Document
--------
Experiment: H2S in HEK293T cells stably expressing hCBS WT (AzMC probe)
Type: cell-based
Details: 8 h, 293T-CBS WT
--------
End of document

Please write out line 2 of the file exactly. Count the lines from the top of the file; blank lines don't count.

Type: cell-based